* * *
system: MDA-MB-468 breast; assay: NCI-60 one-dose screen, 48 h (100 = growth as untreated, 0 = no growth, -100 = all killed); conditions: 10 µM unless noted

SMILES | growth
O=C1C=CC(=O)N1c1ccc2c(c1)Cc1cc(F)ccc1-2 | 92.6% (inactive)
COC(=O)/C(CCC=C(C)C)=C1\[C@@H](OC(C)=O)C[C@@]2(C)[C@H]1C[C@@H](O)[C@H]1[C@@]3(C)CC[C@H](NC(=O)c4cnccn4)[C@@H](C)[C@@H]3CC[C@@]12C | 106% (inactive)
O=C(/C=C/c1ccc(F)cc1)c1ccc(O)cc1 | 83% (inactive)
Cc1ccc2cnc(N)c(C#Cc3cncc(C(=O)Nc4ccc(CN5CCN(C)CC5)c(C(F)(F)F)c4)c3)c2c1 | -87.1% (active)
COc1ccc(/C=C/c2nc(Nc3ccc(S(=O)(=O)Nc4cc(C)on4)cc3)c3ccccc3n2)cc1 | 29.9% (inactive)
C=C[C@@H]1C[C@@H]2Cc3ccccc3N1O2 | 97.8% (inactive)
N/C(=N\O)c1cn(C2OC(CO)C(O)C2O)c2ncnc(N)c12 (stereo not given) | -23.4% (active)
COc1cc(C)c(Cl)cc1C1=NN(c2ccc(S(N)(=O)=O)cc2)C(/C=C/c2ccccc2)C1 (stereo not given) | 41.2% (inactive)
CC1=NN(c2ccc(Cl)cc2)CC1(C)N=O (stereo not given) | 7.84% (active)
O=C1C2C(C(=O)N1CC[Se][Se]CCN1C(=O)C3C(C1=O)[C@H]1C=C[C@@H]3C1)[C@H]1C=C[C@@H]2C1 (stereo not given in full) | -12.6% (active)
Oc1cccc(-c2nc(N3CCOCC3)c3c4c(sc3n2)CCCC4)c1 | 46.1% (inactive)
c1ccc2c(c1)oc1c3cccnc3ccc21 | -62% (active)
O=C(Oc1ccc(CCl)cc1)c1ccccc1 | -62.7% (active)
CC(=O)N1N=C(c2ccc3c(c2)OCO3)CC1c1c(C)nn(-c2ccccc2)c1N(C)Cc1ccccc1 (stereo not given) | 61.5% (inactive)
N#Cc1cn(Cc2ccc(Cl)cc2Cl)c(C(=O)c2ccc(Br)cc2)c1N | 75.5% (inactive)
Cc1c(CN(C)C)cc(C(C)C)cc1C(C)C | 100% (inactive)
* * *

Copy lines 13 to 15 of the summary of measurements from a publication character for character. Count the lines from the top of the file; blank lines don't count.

Oc1cccc(-c2nc(N3CCOCC3)c3c4c(sc3n2)CCCC4)c1 | 46.1% (inactive)
c1ccc2c(c1)oc1c3cccnc3ccc21 | -62% (active)
O=C(Oc1ccc(CCl)cc1)c1ccccc1 | -62.7% (active)